Impact Case Study

Safer eating and drinking for people with complex disabilities

Simpler guidance has been created for carers to ensure safer eating and drinking for people with complex or severe learning disabilities. 

The problem

Difficulties with eating and drinking (dysphagia) are a significant problem for many people with learning disabilities, affecting health, quality of life and, in serious cases, can lead to death.

Carers need support to help service users with eating and drinking, in a way that is easy for them to incorporate into everyday practice.

What we did

Researchers Darren Chadwick, Sue Caton, and Juliet Goldbart examined care staff’s implementation of guidelines for eating and drinking developed by speech and language therapists.

What we discovered

The researchers found that concrete recommendations relating to food consistency for example, are easier for carers to follow than support-based strategies such as verbal prompting. 

Carers struggled to recall written guidelines. This suggested a need for them to re-familiarize themselves with management strategies and their rationales on a regular basis, following initial training.

The research also showed that an understanding of the cognitive and social origins of communication can help improve intervention approaches for children and adults with profound disabilities.

Why it matters

Several groups have incorporated the findings into their policies.

The UK National Patient Safety Agency use it in their guidance, which is designed to reduce the deaths resulting from eating and drinking difficulties in people with learning disabilities.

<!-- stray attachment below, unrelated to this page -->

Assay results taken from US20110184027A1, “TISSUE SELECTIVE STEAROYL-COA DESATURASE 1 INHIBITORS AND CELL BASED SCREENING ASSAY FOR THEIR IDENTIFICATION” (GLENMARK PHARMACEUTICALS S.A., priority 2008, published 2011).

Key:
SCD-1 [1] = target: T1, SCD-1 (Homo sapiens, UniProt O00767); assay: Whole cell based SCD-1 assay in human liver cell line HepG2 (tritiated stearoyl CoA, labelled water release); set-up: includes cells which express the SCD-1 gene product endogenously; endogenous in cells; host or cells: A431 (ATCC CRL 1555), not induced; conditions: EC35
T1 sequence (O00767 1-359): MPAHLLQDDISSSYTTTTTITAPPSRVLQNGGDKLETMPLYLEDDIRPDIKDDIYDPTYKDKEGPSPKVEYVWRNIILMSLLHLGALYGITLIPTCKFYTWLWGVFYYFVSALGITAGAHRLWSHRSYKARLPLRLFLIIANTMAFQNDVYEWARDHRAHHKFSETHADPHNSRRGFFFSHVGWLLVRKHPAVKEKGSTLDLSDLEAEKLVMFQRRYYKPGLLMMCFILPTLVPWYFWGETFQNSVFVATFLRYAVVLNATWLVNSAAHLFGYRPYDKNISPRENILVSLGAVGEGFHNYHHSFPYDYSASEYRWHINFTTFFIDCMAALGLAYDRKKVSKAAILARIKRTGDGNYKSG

A Royal College of Speech and Language Therapists Special Interest Group on Dysphagia has been established to share the findings and promote best practice through meetings and seminars.

In addition, the research is cited in many policy documents including the Department for Education’s “Teaching materials for learners with severe, profound and complex learning difficulties”(2010) , RNIB’s “Effective Practice Guide: Becoming a Sensitive Communication partner”, Scope’s, “Supporting Communication through Alternative and Augmentative Communication” and the QCA’s “Planning, teaching and assessing the curriculum for pupils with learning difficulties”.

The research is used globally, having also been used to support concepts for the Australian “Triple C: Checklist of Communicative Competence”.

‘MMU’s Mencap research is central to our staff induction training. Staff are given a copy of the work and we recommend it to professionals from voluntary agencies.’

Chief Executive of PAMIS, Scotland

Featured Researcher

Professor Juliet Goldbart

Juliet is the Associate Dean for research in the Faculty of Health Psychology and Social Care

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Phone 0161 247 2578